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Revealing the mysterious origins of nomadic empires

Xiongnu, Asia’s first nomadic empire, leaves no known documents to explain their origins, making it a fascinating ancient genetic mystery.

New study sheds light on how the Xiongnu and Mongolian Empires as well as other ancient Central Asian cultures formed and interact with each other.

The last powerful nomadic empire was the Mongol Empire.

Researchers have carried out the arduous task of recreating the genetic history of Mongolia, 6000 years old, including the time of the rise and fall of the nomads, with startling results. .

A statement from the Max Planck Institute reports that there were a number of highly influential and organized nomadic empires that inhabited the Eastern Eurasian Plain between the late Bronze Age and the Middle Ages.

Xiongnu was the first, having a strong influence in the region from 209 BC to 98 AD. The last powerful nomad in the region was the Mongol Empire from 916 to 1125 AD.

Although these nomadic empires had significant geopolitical and demographic effects on Eurasia, there are still large gaps in knowledge about their origins and genetic relationships. they trained with others in the area. This is why new genetic research is so important.

The new study published in the journal Cell is the result of an international collaboration between researchers at the Max Planck Institute for the Science of Human History, the Mongolian National University and other partner institutions in Mongolia, Russia , South Korea and America. It is one of the largest studies of ancient genomes in East and Inner Asia to date, spanning 6,000 years – from 4,600 BC to 1,400 AD.

Sự du nhập của chủ nghĩa du mục đã tạo ra một sự thay đổi lớn về lối sống trong khu vựcThe introduction of nomads made a big difference in the way of life in the region.

To complete the mission, the researchers wrote that they had analyzed whole new genomic data from 214 individuals from 85 Mongolian sites and three Russian sites in the Baikal region. They combined this information with genomic data from 19 Bronze Age individuals from northern Mongolia and the accessible genetic dataset on ancient populations living near Russia and Kazakhstan. Finally, modern global reference populations have been added to the research mix.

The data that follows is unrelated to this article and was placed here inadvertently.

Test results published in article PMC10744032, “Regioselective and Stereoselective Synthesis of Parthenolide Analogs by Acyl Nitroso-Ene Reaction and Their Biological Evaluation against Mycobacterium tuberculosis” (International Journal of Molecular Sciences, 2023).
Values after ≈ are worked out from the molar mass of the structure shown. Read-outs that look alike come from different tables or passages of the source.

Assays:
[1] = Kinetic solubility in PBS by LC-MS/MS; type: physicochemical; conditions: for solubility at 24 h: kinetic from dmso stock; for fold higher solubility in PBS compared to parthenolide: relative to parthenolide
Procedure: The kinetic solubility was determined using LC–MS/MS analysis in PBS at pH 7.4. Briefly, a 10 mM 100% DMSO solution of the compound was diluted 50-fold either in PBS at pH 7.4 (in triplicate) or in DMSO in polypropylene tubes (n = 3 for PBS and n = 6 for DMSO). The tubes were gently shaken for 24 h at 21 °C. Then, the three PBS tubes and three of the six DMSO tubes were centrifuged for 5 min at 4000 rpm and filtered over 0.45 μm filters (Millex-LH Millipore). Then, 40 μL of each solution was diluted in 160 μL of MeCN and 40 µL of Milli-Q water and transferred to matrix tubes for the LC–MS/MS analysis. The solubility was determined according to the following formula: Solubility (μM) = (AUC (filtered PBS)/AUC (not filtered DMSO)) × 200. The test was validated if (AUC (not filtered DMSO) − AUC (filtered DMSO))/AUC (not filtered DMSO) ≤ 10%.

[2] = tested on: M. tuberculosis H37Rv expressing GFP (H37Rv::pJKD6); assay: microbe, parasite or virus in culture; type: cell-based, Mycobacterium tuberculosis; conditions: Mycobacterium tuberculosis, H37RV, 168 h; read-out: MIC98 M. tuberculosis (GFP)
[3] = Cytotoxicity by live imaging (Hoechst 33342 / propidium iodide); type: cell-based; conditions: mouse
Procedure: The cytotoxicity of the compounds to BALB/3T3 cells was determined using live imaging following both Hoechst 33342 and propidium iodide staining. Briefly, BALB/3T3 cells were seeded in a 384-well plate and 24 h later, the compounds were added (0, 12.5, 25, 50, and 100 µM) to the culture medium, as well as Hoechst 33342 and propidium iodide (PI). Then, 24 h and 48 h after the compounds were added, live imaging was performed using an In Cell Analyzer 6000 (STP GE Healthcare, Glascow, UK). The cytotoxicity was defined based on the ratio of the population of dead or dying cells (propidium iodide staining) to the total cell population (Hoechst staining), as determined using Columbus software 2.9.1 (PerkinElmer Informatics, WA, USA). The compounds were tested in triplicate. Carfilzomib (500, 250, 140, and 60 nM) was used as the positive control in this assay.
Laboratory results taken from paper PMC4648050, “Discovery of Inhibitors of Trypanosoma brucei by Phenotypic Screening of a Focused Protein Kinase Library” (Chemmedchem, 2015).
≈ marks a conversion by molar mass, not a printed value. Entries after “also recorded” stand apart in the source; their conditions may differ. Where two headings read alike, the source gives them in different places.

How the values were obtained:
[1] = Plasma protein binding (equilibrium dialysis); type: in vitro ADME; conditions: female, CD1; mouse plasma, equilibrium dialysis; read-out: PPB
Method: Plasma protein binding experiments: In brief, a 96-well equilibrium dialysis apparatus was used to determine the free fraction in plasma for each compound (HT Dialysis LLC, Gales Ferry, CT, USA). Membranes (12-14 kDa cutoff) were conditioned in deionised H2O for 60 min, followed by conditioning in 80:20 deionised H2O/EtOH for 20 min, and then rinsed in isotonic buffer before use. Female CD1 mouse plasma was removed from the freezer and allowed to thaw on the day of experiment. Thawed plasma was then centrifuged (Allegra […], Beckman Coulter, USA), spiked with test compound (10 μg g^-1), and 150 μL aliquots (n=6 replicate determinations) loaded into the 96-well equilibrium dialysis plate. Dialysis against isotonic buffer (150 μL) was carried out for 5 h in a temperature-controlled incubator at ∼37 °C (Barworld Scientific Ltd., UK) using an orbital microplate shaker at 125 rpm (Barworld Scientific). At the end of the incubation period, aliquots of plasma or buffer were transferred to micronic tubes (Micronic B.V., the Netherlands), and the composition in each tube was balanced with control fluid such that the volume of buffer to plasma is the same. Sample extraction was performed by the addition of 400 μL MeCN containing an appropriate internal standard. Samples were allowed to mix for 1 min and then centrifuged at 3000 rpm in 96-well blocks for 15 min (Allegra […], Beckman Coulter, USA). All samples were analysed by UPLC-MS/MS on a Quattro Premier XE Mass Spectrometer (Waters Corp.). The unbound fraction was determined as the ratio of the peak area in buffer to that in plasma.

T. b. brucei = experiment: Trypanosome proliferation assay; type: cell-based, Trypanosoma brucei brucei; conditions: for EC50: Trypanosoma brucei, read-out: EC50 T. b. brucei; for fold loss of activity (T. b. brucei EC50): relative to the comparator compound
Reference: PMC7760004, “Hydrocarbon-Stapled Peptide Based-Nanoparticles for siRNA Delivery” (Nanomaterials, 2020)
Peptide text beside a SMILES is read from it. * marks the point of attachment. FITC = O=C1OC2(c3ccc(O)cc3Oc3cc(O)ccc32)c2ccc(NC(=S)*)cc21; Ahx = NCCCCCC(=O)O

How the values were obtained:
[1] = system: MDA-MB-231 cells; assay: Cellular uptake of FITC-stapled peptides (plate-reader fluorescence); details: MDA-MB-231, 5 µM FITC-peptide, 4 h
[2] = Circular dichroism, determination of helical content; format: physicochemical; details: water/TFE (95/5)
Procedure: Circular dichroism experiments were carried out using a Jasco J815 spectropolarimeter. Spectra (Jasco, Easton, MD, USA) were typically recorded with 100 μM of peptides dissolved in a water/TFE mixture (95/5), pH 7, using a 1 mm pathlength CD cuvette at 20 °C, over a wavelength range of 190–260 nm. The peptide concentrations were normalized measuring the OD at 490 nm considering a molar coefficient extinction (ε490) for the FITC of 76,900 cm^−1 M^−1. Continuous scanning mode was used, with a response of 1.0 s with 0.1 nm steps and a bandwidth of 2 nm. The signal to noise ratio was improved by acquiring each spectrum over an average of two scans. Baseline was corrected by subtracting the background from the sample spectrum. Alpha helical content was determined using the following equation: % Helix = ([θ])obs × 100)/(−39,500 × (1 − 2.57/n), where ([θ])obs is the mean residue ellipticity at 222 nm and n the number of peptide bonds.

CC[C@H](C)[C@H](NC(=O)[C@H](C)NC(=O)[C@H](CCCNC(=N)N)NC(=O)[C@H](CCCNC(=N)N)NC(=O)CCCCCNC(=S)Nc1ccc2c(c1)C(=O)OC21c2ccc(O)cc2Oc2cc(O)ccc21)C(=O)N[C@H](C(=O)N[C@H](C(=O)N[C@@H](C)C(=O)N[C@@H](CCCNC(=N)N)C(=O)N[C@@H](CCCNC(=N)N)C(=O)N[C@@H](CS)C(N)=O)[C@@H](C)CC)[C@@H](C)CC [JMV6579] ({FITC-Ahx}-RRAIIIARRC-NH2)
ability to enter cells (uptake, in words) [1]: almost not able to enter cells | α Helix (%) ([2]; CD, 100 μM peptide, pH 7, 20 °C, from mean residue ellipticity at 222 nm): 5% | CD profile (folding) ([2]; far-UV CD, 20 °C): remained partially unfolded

The first point of interest mentioned by the researchers was the expansion of herders in Mongolia around 3000 BC, introduced by the Afanasievo culture from the Altai Mountains.

The introduction of nomads dramatically altered the way of life in the region, although migrants had little genetic impact on hunter-gatherers in ancient Northeast Asia (ANA) and ancestors of the Ancient North Asia (ANE) they encountered.

Another key point of the study is that the researchers found that by the end of the Bronze Age, three distinct biogeographic groups lived in western, northern, and south-central Mongolia.

Dr Christina Warinner, senior researcher at the Max Planck Institute for the Science of Human History, explains the significance of this finding: Lactase absence exists in the Mongolian population today and in the past. all challenge current medical models of lactose intolerance, suggesting that breastfeeding history is much more complex. Scientists are looking to the gut microbiota to understand how populations cope with a dairy diet.

The three biogeographic groups remained genetically separated for more than a millennium, until the widespread appearance of equestrian mounts, at the end of the second and the beginning of the first millennium. BEFORE CHRIST.

1000 years after the Afanasievo culture, another group from the steppe called Sintashta came to the region and made fateful cultural changes to the grasslands of Mongolia.

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